Isabel Johnson, age 64 years old, picked up a brochure on osteoporosis at her local pharmacy. What she read about the “silent disease” concerned her. She learned that she had several of the risk factors: she had gone through menopause at an early age, and her mother had suffered several fractures in her seventies and eighties.
Isabel called her neighbor, a registered nurse, who suggested that she discuss her concerns with a doctor. Isabel wondered how to find a doctor with expertise in osteoporosis.
If your doctor says you have thinning bones -- osteopenia or osteoporosis-- it's critical to take steps to slow the progression of this disease.
Calcium, exercise, no smoking, no excess drinking, bone density tests -- all these are necessary, says Kathryn Diemer, MD, professor of medicine and osteoporosis specialist at Washington University School of Medicine in St. Louis.
"These are basic things that all women should do," Diemer tells WebMD. But they’re especially important for women with...
For many people, finding a doctor who is knowledgeable about osteoporosis can be difficult. There is no physician specialty dedicated solely to osteoporosis, nor is there a certification program for health professionals who treat the disease. A variety of medical specialists treat people with osteoporosis, including internists, gynecologists, family physicians, endocrinologists, rheumatologists, physiatrists, orthopaedists, and geriatricians.
There are a number of ways to find a doctor who treats osteoporosis patients. If you have a primary care physician or a family doctor, discuss your concerns with him or her. Your doctor may treat the disease or be able to refer you to an osteoporosis specialist.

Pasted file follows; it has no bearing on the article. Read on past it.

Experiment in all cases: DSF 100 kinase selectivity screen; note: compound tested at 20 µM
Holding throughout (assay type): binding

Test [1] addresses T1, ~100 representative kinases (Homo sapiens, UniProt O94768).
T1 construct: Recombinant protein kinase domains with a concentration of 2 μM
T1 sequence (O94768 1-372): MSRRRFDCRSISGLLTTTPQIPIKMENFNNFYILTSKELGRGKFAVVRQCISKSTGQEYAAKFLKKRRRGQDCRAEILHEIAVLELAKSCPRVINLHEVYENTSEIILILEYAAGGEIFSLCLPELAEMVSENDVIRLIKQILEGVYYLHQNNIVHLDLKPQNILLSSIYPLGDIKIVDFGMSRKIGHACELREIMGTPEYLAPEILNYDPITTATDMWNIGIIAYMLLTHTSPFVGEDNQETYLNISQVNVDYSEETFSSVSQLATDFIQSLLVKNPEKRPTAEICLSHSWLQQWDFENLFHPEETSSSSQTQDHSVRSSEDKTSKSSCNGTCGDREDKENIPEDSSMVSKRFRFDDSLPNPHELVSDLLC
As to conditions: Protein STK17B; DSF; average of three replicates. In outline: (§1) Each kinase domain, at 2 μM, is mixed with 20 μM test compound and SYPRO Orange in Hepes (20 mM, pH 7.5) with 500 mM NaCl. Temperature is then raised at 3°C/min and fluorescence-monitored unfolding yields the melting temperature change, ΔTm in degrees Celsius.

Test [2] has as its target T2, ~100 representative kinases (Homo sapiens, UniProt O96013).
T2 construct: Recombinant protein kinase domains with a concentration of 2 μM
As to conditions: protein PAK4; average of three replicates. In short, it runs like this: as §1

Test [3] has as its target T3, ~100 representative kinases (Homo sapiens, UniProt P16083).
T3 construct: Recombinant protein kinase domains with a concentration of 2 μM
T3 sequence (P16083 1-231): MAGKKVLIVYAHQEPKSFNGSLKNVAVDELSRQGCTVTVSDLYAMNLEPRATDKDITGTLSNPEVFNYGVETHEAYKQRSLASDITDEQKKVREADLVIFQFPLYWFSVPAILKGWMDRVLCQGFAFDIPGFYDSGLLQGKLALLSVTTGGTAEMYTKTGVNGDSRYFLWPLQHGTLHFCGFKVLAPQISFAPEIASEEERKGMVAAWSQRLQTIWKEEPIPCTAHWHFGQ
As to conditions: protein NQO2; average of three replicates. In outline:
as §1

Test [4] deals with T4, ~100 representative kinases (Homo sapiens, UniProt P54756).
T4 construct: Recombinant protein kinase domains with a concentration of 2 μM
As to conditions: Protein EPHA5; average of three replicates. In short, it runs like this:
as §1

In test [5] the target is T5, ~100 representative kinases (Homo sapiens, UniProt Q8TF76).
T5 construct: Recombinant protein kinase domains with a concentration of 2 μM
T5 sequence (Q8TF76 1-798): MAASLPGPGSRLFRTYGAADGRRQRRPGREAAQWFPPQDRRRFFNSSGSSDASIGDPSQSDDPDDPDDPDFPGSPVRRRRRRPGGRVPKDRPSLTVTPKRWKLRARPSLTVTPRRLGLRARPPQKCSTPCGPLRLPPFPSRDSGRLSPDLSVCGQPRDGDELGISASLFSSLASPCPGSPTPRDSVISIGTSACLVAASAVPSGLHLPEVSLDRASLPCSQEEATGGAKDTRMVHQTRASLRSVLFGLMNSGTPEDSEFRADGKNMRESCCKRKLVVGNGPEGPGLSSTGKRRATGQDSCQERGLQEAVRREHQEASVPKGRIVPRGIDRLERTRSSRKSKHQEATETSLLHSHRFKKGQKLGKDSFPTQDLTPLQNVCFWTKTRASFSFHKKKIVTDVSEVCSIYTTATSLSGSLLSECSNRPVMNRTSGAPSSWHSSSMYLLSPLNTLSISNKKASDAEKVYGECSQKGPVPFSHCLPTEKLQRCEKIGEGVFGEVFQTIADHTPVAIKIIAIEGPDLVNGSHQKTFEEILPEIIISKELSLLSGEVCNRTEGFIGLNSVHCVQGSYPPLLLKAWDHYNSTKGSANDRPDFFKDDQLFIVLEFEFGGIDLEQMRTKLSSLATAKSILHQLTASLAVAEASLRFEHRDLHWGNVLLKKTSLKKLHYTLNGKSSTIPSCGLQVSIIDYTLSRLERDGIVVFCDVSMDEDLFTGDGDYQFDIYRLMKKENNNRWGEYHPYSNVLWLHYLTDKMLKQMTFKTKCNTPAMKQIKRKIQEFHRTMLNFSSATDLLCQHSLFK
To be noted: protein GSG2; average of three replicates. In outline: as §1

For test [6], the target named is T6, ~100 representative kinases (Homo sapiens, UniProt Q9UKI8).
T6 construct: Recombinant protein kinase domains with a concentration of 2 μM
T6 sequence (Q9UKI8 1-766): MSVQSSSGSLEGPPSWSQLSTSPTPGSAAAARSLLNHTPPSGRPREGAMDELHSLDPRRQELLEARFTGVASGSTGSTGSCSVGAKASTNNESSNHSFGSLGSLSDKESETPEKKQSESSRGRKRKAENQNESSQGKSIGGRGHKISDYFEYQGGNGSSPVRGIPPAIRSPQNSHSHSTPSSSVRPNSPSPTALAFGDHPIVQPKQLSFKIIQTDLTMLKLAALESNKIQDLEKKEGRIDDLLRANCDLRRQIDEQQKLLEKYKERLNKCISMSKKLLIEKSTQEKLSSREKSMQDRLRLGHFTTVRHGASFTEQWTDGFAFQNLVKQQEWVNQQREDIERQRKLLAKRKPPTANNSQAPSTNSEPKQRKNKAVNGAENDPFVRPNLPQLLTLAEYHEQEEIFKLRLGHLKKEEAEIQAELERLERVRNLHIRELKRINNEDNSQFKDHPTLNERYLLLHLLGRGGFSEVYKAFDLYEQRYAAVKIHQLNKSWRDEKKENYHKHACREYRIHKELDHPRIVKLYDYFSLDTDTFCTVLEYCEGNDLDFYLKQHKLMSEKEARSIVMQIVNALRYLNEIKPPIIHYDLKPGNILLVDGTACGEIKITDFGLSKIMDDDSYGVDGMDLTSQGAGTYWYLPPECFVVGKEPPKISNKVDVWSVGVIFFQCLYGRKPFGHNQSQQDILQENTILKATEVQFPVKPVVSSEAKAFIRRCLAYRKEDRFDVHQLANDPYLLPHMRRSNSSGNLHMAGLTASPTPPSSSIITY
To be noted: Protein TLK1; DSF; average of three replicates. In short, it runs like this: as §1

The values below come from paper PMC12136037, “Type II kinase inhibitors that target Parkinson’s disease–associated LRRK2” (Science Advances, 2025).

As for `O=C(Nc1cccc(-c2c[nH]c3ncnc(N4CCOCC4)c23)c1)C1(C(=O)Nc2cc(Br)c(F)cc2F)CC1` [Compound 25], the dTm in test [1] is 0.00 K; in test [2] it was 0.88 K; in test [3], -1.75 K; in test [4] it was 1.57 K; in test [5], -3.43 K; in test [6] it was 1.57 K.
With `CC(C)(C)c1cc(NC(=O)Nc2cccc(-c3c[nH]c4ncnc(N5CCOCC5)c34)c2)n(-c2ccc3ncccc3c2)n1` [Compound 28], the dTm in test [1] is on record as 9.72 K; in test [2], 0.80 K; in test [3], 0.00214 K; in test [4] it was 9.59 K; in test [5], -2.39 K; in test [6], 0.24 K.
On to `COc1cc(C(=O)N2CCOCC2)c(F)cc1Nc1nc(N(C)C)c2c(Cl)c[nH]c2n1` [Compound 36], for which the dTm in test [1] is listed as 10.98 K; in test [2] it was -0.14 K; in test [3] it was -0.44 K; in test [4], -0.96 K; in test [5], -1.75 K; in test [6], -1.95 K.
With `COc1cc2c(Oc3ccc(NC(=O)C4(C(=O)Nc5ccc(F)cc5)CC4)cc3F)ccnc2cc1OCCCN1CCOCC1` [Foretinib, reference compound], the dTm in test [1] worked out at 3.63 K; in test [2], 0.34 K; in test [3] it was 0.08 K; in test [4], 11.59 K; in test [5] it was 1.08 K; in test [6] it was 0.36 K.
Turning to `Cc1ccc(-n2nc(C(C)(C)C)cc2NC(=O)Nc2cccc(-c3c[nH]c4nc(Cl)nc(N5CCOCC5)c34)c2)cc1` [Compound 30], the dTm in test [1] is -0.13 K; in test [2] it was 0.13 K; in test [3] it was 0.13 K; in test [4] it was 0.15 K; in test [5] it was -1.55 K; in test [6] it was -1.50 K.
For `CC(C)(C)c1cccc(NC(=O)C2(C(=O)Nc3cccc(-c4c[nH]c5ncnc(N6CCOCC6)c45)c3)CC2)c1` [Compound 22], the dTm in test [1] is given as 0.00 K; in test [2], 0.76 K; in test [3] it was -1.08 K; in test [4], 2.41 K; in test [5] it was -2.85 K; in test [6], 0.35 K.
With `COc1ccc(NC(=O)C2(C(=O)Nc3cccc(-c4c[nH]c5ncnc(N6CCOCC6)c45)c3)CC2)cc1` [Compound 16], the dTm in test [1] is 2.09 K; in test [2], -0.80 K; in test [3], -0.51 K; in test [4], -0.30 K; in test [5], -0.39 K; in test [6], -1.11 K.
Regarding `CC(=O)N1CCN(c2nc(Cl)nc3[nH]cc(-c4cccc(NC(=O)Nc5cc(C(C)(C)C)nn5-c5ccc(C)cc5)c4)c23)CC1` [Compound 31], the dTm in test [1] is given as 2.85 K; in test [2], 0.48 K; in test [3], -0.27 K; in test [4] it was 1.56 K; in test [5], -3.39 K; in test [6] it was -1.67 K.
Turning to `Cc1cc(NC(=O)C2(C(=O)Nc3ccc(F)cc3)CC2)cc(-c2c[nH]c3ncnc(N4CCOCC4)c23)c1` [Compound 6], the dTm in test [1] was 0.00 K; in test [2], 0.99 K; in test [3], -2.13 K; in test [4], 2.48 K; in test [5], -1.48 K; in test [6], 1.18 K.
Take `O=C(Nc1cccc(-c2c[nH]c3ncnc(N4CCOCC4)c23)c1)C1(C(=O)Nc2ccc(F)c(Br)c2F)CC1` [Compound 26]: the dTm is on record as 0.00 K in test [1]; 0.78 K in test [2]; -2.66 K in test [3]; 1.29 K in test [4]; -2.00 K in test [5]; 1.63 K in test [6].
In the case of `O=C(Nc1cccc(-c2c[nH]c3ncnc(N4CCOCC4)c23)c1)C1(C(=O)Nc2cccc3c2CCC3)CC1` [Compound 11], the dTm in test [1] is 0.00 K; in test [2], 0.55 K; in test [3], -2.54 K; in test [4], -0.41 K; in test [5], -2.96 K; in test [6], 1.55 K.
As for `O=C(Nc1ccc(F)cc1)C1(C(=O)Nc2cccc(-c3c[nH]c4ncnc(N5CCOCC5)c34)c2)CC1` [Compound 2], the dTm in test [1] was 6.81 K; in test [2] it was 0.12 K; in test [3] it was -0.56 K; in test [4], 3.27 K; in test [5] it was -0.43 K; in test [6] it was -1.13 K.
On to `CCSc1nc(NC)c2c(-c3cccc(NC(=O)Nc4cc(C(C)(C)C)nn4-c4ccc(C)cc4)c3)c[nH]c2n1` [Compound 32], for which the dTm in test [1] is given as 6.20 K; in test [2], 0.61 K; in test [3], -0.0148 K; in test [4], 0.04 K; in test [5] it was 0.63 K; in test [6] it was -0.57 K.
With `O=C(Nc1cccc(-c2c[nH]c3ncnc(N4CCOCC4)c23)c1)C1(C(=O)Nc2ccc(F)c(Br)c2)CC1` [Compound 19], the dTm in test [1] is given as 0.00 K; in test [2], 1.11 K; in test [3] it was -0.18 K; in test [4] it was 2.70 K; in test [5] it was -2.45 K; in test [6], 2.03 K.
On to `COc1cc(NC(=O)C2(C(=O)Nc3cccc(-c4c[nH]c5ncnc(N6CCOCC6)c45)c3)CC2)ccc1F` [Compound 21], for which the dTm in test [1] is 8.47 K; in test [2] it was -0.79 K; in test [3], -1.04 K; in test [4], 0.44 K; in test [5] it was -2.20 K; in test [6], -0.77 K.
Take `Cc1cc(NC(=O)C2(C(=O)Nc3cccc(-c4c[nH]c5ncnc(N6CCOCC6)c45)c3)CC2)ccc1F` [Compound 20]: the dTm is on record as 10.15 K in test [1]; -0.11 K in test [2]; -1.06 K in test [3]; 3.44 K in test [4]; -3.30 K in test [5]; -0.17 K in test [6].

If you are enrolled in an HMO or managed care health plan, consult your assigned physician about osteoporosis. This doctor should be able to give you an appropriate referral.
If you do not have a personal physician or your doctor cannot help, you should contact your nearest university hospital or academic health center and ask for the department that cares for patients with osteoporosis. The department will vary from institution to institution. For example, in some facilities, the department of endocrinology or metabolic bone disease treats osteoporosis patients. In other medical centers, the appropriate department may be rheumatology, orthopedics, or gynecology. Some hospitals have a separate osteoporosis program or women’s clinic that treats osteoporosis patients.
Once you have identified a doctor, you may wish to ask whether the physician has specialized training in osteoporosis, how much of the practice is dedicated to osteoporosis, and whether he or she uses bone mass measurement.
Your own primary care doctor – whether an internist, orthopaedist, or gynecologist – is often the best person to treat you because she or he knows your medical history, your lifestyle, and your special needs.